Todd Jones is a hardcore jack of all trades. The guitarist-vocalist burst onto the California hardcore scene at the turn of the century, playing in a slew of good bands before christening his growing legacy with Carry On's 2001 classic, A Life Less Plagued. From there, his youth crew-inspired songwriting got heavier and meaner as he spearheaded the early incarnation of Terror (and returned to co-write and produce their 2022 masterpiece, Pain Into Power). But he truly came into his own with Nails, the ferociously heavy metallic hardcore unit that piles together elements of grind, death metal and crust with an unmatched level of brutality and concision.
Bands: TOOL, A Perfect Circle, Puscifer
When your main band can take as long as 13 years to make an album, you can't be blamed for taking on some side projects. But side projects are rarely as compelling as those of Maynard James Keenan. TOOL, of course, are untoppable, a third-eye-opening psychedelic thrill ride as challenging as they are captivating. But the arguably more accessible APC — a.k.a. "TOOL Lite," to some — are no slouches. Then there's Puscifer, maybe the strangest of the bunch, a theatrical art-rock troupe in which Keenan can fully indulge his love of DEVO and his passion for the absurd.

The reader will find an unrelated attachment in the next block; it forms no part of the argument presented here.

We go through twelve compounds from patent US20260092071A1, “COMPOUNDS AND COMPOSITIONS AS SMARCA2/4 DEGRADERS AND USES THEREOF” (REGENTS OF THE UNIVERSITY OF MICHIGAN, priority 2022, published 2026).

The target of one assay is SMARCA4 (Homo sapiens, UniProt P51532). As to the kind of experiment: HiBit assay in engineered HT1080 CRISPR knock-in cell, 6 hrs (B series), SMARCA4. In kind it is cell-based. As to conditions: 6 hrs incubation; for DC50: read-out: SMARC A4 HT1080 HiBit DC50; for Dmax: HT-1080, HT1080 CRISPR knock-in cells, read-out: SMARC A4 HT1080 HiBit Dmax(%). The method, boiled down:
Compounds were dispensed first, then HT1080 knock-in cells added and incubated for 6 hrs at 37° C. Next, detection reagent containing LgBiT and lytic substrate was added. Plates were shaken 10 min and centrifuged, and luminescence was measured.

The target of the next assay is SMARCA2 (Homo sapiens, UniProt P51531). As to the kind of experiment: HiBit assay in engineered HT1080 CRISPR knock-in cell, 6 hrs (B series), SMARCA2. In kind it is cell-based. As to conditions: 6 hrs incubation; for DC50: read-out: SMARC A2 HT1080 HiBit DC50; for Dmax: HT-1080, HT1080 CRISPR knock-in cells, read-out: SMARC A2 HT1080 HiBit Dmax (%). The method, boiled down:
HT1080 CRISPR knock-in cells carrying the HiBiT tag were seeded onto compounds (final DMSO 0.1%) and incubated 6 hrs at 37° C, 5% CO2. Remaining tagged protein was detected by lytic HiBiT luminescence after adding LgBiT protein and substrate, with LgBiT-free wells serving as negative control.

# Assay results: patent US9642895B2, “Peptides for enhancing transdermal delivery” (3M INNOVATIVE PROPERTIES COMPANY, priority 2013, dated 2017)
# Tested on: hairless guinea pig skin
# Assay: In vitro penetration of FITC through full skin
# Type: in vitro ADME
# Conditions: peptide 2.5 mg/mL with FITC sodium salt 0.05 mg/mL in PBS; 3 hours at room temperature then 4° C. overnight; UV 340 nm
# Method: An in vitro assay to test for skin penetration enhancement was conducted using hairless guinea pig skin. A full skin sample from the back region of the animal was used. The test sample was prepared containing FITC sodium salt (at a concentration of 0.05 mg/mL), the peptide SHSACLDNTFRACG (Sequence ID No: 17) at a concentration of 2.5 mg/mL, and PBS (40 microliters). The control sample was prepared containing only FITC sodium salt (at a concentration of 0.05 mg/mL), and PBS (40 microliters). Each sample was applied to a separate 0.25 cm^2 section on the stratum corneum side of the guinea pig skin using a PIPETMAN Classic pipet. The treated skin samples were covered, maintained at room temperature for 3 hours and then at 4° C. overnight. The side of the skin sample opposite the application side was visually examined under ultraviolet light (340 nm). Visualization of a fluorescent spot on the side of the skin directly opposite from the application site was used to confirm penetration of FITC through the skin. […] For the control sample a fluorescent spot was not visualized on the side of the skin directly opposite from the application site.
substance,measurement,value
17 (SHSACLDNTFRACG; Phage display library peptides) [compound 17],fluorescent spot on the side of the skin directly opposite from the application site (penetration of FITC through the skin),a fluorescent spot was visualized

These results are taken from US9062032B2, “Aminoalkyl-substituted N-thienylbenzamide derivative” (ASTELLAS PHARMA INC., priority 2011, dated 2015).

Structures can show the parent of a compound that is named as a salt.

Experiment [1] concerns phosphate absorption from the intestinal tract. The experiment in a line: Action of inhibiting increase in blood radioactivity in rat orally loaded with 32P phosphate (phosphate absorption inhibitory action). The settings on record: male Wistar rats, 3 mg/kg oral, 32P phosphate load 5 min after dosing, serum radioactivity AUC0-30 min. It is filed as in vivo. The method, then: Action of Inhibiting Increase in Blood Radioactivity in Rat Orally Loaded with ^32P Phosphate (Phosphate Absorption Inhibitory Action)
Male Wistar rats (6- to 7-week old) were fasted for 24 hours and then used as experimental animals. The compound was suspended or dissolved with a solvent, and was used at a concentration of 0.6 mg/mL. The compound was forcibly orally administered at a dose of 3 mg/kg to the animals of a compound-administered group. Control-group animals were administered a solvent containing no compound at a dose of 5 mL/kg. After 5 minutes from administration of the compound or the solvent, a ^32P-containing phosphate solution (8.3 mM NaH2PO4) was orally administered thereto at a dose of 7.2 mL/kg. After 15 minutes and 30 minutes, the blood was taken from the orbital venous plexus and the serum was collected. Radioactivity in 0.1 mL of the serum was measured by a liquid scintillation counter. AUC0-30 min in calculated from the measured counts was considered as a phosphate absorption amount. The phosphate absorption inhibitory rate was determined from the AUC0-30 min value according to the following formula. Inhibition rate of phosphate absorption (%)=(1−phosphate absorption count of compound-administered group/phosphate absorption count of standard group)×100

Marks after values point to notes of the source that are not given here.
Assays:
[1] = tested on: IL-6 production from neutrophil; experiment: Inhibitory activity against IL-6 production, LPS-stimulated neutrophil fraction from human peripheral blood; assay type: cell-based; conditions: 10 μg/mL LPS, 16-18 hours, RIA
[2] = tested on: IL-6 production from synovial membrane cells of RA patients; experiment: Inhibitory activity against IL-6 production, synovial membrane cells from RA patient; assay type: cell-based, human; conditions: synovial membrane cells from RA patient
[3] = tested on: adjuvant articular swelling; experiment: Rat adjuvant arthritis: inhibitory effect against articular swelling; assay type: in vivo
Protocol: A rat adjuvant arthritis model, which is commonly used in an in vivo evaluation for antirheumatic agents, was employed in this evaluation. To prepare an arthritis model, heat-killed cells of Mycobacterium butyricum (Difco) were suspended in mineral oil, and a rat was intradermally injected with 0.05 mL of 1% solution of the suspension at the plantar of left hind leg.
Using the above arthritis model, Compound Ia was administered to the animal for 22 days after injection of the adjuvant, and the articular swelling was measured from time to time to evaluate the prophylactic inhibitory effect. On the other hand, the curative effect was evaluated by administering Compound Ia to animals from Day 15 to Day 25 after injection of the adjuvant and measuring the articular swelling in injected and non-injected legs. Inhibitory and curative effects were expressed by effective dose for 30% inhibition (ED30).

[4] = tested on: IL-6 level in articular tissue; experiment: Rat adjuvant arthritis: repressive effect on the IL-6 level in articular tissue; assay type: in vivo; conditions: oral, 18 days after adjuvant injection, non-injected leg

Bands: Slayer, Misfits, Suicidal Tendencies, Testament, Fantômas, Mr. Bungle, Dead Cross
He's arguably the greatest metal drummer of all time, so of course, he would be in demand. Dave Lombardo, a.k.a. "The Godfather of the Double Bass," could forever rest on the laurels of Slayer's Reign in Blood, were he so inclined, but no rest for the wicked. Instead, this hyperactive time-keeper has kept himself busy playing with a who's who of heavy-metal and punk institutions, from Misfits and Suicidal to his many high-quality undertakings with one of the few musicians even more prolific than him: Mike Patton.
Bands: Faith No More, Mr. Bungle, Fantômas, Tomahawk, Dead Cross
Speak of the devil: The man of a thousand voice and even more projects has very few clunkers on his resume. And while Patton has lent his pipes to everyone from Sepultura to the Dillinger Escape Plan, he's also led some of the most singular — and singularly important — bands in left-field heavy music. Faith No More unwittingly pioneered nu-metal; Mr. Bungle destroyed all genre lines. As for Fantômas, Tomahawk and Dead Cross, they've offered up their own distinct visions of sonic heft and visceral aggression.
Bands: Youth of Today, Gorilla Biscuits, Quicksand, Rival Schools
Walter Schreifels has helped guide the sound of hardcore in every decade of its existence. In the late Eighties, the Youth of Today guitarist and his pals formed Gorilla Biscuits, whose canonical album, Start Today, helped give NYHC a facelift with spirited shout-backs and melodic riffs. In the Nineties, he formed Quicksand, turning hardcore's fast-and-furious cliches upside down with groovy, metallized riffs and a whole new singing style. Then he metamorphized again with Rival Schools, blending the power of grunge with the explosive hooks of emo, influencing crucial 2010s bands like Title Fight, whose 2011 breakout, Shed, Schreifels produced.